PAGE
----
When it comes to hair care and maintenance, there are a few rules that are so basic and fundamental that even the layperson would agree should never be broken. But there is one rule that perhaps even the hair sophisticate is unaware of - until now. 

Thou shalt not overprocess.

A color from time to time is entirely allowed- even a good hit of peroxide- but a double dose of processing such as a color and a perm? No way.  As hair colour director at Toronto’s Civello Salon Vanessa Bianchi explains, “I will not perm anybody’s hair if it has been over-lightened or they’ve had a lot of chemical work done to the hair, because then you will have a lot of damage.”  A no brainer.

Thou shalt not overuse heat tools.

This rule seems obvious enough yet in this, the age of blow out bars and curling iron addiction, some of us learn only the hard way that the use of heat on the hair should not be overdone. Too frequent use of heat emitting devices such as blow dryers, flat irons or curling irons (ceramic or not) damages hair in a way that is cumulative and difficult to reverse. Keratin di-sulfide bonds become compromised and moisture is drawn out of the hair making strands dry, fragile and sometimes in need of a full hair intervention. Please do heed our warning: the hair can only take so much.

Thou shalt not overwash/underwash.

This is a fairly recent commandment whose truth is increasingly recognized and uncontested. Whereas the conventional belief used to be that hair needed to be washed often and even daily in order to stay healthy, we now know that this not true.  Hair follicles naturally produce oils and too frequent washing with harsh detergent/sulfate shampoos strip away natural oils and everything else away, including your color treatment. The hair responds by ramping up oil production to compensate.  Conversely, we should also not under wash the hair (once a month people you know who you are). Under washing the hair leads to oil and product buildup can result in yeast overgrowth and a whole host of issues, including follicle plugging and eventual follicle death.  Unless you are in solitary confinement (and even then) your hair gets dirty- wash it.


Which leads us to the cardinal rule of haircare you don’t know about…..

Thou shalt not apply any cream based product directly onto the scalp.


“Whaaaat? I’ve been applying a cream conditioner on my scalp forever.” you say.  Yes, yes, so have we.  But it isn’t a great practice, especially for the follicle-y challenged or those otherwise trying to encourage more robust growth.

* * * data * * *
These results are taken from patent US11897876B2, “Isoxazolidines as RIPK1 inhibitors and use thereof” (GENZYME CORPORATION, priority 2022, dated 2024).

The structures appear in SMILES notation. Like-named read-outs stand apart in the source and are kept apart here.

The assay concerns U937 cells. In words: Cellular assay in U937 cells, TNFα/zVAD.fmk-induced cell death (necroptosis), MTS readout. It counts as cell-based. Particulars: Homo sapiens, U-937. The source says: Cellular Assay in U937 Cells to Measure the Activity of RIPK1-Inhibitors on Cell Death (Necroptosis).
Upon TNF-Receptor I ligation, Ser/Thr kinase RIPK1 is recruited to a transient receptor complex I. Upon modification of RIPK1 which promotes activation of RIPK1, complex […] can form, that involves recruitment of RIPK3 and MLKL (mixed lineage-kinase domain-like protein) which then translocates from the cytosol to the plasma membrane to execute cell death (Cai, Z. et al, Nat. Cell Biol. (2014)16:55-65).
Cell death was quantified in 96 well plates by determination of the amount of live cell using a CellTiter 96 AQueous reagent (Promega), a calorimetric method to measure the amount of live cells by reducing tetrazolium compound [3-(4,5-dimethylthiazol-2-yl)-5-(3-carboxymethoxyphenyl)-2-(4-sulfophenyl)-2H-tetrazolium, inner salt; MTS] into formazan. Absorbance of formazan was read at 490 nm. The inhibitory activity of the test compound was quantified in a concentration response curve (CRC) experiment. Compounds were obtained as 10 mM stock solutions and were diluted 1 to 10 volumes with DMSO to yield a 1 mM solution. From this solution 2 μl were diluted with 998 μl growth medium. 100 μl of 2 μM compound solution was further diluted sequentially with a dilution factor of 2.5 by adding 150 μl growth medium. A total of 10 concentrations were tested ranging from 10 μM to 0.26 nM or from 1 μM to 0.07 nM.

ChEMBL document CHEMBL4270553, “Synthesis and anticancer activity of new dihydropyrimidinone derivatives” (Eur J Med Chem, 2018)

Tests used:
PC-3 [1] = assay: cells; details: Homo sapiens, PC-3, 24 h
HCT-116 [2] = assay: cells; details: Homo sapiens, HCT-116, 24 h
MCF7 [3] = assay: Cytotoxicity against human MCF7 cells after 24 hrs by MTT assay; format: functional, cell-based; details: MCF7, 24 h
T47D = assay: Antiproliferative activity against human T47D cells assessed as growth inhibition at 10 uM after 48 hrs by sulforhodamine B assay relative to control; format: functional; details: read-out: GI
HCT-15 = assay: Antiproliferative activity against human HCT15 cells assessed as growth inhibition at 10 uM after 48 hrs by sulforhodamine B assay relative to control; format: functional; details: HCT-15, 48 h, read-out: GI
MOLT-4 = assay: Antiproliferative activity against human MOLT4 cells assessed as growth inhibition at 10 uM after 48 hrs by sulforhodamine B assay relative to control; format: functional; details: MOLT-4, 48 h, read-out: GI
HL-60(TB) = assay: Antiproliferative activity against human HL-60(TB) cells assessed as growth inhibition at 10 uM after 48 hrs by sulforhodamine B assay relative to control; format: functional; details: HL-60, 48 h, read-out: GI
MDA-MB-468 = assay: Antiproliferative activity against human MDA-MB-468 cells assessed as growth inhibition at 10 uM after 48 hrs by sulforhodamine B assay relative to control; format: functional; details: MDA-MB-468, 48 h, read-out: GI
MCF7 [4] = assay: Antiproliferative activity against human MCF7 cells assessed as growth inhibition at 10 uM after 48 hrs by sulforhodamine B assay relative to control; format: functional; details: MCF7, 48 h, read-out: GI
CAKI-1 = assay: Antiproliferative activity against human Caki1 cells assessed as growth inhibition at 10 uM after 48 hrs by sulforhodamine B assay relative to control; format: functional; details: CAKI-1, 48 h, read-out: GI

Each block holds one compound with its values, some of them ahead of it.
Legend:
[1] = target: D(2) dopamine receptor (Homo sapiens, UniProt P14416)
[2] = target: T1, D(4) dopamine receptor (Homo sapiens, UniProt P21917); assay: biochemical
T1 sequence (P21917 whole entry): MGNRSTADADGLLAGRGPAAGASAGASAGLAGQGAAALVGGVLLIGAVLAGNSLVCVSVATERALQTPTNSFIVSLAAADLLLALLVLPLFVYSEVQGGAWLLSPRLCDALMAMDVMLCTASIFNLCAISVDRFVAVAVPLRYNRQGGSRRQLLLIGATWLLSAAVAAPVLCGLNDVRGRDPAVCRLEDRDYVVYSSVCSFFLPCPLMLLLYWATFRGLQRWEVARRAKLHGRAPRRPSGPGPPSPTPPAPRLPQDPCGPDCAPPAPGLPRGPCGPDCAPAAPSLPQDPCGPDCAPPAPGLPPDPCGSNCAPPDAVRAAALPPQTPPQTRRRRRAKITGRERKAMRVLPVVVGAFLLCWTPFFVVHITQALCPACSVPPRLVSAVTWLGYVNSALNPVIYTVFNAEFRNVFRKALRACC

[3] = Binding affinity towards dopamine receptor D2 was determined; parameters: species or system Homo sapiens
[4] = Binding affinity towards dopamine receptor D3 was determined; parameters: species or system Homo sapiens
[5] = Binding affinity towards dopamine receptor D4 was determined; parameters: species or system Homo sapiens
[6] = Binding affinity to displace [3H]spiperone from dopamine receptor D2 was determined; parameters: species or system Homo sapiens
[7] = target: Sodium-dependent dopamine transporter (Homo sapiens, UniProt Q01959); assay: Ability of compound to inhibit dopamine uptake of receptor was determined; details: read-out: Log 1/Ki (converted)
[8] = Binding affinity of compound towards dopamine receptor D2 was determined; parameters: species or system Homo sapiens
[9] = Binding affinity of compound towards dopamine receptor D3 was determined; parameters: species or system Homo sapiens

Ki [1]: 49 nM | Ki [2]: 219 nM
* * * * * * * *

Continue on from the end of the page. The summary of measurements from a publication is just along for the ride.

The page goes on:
Why? Let us explain.

Hair grows out of follicles and when a follicle becomes plugged (as we mentioned) hair will never grow out of that individual follicle again.  Buh-bye. Cream based shampoos and conditioners are a case in point.  These ‘creams’ are more or less composed of 3 elements:  water, oil and wax. As water and oil do not mix, they require an emulsifier, which is the function of the wax. Mix oil and water at a specific temperature and add wax and you get a ‘creamy’ mix of oil and water. 

The issue is not that we apply these cream based products on our actual hair. This is not a problem. The issue is when a cream based product is applied directly to the scalp.  Let us explain. In a warm/hot shower or bath environment, creamy textured products change consistency to melt slightly and become liquefied.  Oil and water are always liquid (in their stable forms) but the wax element changes according to temperature.  This means that in the shower the cream product you’ve just applied is thick to start but after a while begins to thin out and melt due to the rise in temperature. The once thicker cream is now liquified including the wax component. When you leave the shower and things cool down, the wax residue that is still on your scalp (as it always is) will harden and solidify.  As the waxy residue solidifies on the scalp, the follicles effectively become blocked or ‘plugged’ with wax.  But don’t only blame the waxes. Follicle blockers are many and include creams (yes co-washes!!) as well as gels and even hairsprays.

A plugged follicle is not a good situation to find yourself in.  Once blocked with dirt or product the follicle basically ceases to work and eventually dies.

The strategy? Keep your cream based conditioners and treatments (shampoos we aren’t so sure about as it’s hard to keep it off the scalp when massaging) but keep the product off your scalp.  Use these exclusively on your hair ends and up to the top of your hair but not on the scalp. The scalp is where your virgin hair resides and arguably does not need any ‘treatment’ or otherwise fixing.


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